Song of Time is experienced through a series of connected "zones," where the player encounters enemies, gathers resources, and constructs their own shelter. In a completely sandbox world, careful attention to how this world operates beneath the hood is necessary for things to both function and present as expected. The textures of every tile in Song of Time are procedurally rendered in a state depending on their neighbor tiles, allowing each tile to transition naturally and end with smoothed edges. These tiles are organized on three tiers, allowing terrain beneath the grass or snow tiles, and a subtile layer where leaves or gravel may sit atop the grass. This layering allows smoother transitioning to create natural environments, and encourage creativity when the player designs their own base.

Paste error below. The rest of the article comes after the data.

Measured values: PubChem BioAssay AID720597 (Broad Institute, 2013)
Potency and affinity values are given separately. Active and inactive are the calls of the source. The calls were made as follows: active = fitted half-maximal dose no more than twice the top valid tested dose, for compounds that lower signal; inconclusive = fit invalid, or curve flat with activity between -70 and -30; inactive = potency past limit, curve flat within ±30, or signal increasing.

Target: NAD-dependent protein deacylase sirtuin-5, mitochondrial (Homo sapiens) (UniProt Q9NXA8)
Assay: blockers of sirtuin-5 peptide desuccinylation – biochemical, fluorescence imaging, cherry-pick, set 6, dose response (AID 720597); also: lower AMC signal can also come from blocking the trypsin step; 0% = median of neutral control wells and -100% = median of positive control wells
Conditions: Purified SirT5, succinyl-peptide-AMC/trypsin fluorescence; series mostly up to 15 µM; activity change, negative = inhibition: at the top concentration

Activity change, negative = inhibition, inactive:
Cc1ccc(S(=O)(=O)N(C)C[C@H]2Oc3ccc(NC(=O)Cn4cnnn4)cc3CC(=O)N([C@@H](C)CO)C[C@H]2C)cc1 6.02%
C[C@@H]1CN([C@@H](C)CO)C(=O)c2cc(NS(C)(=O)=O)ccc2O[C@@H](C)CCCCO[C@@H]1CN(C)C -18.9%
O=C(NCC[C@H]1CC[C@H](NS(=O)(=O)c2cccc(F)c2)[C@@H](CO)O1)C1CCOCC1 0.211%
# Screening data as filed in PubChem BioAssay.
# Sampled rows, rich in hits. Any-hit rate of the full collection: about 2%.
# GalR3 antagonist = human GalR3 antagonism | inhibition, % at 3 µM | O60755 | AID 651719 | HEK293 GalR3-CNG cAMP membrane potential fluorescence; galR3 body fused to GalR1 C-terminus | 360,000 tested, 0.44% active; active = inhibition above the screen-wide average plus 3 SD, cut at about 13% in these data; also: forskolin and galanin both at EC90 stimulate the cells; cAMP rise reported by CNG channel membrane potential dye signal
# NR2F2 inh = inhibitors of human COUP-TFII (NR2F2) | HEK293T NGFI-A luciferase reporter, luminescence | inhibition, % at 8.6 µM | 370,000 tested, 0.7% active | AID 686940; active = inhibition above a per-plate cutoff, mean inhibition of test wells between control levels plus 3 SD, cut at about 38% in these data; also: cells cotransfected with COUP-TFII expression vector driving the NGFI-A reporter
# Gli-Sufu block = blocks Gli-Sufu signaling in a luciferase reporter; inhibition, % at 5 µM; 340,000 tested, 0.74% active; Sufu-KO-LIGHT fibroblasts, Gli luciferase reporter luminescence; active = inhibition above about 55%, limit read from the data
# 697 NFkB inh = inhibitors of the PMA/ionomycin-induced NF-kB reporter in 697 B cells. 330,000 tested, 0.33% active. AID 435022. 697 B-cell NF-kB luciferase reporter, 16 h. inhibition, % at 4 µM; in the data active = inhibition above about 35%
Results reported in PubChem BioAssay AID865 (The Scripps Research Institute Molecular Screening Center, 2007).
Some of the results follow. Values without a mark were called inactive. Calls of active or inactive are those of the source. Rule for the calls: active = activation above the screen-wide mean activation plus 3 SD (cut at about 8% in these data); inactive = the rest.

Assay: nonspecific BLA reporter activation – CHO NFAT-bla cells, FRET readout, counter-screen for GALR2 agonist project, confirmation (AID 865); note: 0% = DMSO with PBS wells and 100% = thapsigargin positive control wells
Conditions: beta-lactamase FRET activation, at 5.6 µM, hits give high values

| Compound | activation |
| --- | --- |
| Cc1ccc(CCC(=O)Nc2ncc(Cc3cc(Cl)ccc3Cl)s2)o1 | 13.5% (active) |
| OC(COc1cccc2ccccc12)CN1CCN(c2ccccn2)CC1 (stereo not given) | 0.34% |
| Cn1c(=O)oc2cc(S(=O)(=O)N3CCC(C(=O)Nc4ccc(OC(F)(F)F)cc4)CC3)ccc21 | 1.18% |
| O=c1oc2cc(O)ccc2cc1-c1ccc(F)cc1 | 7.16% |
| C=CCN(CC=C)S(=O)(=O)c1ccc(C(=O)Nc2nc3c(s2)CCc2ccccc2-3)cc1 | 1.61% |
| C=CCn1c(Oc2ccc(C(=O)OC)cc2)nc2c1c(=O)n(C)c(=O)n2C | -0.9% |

A detailed terrain, however, is nothing without props and other environmental objects to breathe life into its landscape. Nearly every object in Song of Time is destructible and collectible, where trees may be gathered and crafted into a set of furniture, fences, doors, chests, and other objects of that tree's respective wood. Foliage is often useful as ingredients in alchemy, berries may be collected to eat, and crops may be planted and cultivated for more complex cooking.

For objects in the game world that fulfill a role with more depth, they are often provided a set of animations indicative of their purpose. Several objects may receive or transfer power, animating when activated, some involve "minigames" of a sort, where attention to their status is required to successfully complete a crafting recipe.